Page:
"Post Competitive" Running - A whole new journey
A few years ago I wrote about three fundamental lessons that I learned during my competitive running days and while working with great athletes as a coach. I've shared this message at summer camps, running clinics and in other talks I have given. Those three lessons still hold true but as I begin training in earnest for the 2014 Boston Marathon (for more on that see this funny video or this blog), I'm quickly realizing that I have many more lessons to learn.
In the years since I stopped running competitively I have struggled to maintain a healthy training routine, failing to stay motivated. Simply put, I've lost a connection to the activity that once was as intimately a part of my daily life as eating or sleeping. For me, the 2014 Boston Marathon has already presented an entirely new perspective on the sport and entire industry of distance running. I hope to reflect on my motivation and the greater personal purpose of the journey sometime soon. For now, here are three lessons that I've quickly learned in just a few short weeks of routine running:
1. If you want to enjoy running or simply moving in the near future, don't live a sedentary lifestyle for months at a time.
This should be self evident but somehow after a few years away and several "on again, off again" running spurts I managed to forget that I can't expect to be fit without having lifted so much as a foot in the way of running. Enough said.
2. A 34 year old body doesn't recover like a 24 year old body.
Again, this seems pretty common-sensical but I guess it's a lesson that you have to learn firsthand before you can truly appreciate the difference. I have found that some mornings I have to get out of bed gingerly despite only having taken a relaxed 30 minute jog the day before. I'm not sure what happened to the super powers that allowed me to run 15 miles a day, while coaching and finding time for a pick-up basketball game or a host of other activities. I suspect that it won't be easier at 44.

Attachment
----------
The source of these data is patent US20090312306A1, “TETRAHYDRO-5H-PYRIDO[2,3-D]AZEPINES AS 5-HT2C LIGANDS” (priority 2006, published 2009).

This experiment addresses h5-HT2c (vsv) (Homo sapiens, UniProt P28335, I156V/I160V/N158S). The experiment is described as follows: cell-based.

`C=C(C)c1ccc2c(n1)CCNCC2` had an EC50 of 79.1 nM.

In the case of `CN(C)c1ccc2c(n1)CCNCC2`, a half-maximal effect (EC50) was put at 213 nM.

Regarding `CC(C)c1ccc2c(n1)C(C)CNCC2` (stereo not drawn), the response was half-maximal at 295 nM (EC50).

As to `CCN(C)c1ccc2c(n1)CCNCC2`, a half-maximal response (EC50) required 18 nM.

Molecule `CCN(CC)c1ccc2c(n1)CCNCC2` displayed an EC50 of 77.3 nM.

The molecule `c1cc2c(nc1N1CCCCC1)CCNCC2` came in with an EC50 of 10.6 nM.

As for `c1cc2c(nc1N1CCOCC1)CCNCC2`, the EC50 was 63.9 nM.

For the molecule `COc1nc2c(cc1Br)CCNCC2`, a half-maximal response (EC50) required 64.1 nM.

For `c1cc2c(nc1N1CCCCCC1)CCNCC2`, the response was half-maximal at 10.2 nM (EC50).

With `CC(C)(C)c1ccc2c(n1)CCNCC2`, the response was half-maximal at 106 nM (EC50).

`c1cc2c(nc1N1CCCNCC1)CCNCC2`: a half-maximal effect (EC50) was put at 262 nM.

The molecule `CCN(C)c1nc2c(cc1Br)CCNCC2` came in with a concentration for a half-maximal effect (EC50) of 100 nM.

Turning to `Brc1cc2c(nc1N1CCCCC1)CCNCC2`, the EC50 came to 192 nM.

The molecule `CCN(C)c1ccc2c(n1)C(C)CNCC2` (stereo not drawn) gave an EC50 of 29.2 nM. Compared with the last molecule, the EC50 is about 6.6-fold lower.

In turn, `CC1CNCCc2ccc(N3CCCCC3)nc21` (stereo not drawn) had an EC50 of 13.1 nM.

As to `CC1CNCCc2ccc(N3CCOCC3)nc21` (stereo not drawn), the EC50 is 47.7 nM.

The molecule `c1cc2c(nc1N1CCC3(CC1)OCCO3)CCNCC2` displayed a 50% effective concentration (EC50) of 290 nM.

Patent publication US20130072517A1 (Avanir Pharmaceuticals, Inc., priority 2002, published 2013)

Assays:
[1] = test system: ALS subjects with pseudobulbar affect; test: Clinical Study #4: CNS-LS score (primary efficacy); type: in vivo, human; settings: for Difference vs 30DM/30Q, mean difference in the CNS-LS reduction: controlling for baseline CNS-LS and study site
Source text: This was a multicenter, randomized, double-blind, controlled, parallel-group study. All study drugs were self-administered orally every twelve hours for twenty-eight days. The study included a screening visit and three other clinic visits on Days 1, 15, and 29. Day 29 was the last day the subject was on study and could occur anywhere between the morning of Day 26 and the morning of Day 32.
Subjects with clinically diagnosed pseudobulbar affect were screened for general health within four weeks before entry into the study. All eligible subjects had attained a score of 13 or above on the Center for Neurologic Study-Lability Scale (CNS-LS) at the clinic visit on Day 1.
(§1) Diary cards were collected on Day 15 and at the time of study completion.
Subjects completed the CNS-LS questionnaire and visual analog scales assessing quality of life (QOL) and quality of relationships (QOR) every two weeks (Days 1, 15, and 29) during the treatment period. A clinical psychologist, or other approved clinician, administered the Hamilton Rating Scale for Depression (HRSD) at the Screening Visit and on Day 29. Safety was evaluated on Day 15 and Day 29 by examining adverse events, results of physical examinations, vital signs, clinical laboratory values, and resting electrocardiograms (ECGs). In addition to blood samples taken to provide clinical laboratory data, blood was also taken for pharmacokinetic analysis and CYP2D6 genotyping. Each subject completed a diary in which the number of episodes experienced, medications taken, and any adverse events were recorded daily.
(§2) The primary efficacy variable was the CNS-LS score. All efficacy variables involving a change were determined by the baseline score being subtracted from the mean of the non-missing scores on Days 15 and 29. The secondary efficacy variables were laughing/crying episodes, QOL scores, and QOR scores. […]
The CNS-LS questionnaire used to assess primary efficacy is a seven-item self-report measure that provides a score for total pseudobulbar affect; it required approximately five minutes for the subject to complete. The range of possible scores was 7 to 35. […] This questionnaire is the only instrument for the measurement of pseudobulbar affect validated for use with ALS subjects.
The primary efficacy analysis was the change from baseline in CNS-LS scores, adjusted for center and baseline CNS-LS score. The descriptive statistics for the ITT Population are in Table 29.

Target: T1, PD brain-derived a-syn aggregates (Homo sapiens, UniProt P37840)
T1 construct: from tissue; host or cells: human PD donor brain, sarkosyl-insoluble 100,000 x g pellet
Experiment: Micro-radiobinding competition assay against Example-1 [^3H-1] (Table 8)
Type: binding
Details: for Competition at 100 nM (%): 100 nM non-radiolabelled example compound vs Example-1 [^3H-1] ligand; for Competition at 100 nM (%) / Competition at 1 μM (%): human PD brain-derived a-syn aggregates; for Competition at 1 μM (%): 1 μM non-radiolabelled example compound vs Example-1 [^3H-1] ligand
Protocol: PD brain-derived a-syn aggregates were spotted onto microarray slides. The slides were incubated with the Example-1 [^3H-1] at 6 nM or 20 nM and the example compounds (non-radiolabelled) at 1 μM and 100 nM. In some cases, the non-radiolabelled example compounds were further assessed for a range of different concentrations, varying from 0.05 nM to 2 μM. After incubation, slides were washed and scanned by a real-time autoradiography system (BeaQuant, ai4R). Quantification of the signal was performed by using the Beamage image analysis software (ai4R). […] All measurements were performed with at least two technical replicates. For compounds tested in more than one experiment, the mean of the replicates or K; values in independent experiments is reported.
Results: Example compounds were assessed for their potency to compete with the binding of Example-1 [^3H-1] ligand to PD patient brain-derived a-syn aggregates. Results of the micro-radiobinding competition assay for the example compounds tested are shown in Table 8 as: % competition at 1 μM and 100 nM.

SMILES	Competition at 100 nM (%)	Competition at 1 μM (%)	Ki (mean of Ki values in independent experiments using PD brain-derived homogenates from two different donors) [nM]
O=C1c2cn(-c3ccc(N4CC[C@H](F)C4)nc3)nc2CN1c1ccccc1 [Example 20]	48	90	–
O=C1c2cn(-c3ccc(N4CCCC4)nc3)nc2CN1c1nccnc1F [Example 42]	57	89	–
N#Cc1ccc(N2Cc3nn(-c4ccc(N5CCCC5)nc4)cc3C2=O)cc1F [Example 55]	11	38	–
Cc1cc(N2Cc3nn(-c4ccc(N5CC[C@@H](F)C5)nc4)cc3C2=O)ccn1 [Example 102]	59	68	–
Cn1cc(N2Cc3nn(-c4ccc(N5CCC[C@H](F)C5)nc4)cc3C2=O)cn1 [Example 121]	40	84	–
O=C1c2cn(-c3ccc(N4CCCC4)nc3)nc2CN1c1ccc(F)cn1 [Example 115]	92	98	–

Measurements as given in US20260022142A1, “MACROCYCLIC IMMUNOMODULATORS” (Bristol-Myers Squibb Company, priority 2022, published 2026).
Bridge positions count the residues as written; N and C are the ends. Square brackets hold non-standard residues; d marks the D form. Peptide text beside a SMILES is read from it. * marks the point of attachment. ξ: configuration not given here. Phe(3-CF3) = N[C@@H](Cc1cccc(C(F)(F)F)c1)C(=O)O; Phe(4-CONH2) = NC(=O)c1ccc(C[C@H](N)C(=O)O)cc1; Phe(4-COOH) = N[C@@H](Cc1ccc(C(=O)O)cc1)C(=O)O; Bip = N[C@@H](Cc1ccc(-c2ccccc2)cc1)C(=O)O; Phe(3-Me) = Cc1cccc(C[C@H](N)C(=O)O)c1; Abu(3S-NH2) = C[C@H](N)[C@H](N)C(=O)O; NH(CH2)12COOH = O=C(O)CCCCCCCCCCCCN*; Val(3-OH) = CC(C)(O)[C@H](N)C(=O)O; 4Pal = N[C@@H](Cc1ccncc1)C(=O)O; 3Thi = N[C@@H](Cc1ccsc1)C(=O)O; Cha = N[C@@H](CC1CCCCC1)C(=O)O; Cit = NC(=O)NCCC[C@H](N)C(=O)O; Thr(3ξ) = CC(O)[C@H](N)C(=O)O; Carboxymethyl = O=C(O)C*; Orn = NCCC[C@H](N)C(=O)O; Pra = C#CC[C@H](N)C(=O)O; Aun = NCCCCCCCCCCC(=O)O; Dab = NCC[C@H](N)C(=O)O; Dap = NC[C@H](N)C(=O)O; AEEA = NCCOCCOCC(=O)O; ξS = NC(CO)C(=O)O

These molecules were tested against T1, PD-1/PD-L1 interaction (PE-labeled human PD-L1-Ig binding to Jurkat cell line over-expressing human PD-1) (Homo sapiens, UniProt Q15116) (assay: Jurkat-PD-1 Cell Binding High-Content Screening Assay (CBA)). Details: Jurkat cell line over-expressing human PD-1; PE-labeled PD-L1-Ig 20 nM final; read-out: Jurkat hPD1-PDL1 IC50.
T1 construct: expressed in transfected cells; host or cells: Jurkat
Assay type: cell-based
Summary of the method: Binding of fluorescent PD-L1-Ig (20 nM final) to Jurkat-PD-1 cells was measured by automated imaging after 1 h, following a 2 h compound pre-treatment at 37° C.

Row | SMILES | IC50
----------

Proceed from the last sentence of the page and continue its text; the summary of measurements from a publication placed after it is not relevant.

3. Negative temperatures on the thermometer are much easier to deal with when you are fit.
In the years since I stopped training at a serious level I have waxed nostalgically over wintry runs and the accompanying frozen eye-lashes. In 2014 the romance has entirely disappeared from that idea. I haven't decided for sure that the pain that I'm enduring now is really worse because I am less fit. It's also probably fair to say that I'm less motivated than when my next rent check might have depended on the outcome of an up-coming race. Without exactly pin-pointing the cause, I can definitely say that running in sub-zero temperatures has been much more challenging than I remember. On the other hand, I'm proud to say that I haven't missed a day outside and the additional challenge of the weather has provided a worthy opponent to assist in measuring out my true motivation.
I'm sure those three lessons are the first of many more in the coming months. However, the largest thing I have learned in my first month back to dedicated running is no matter the pace or speed there is something simple, natural and downright enjoyable about running hard.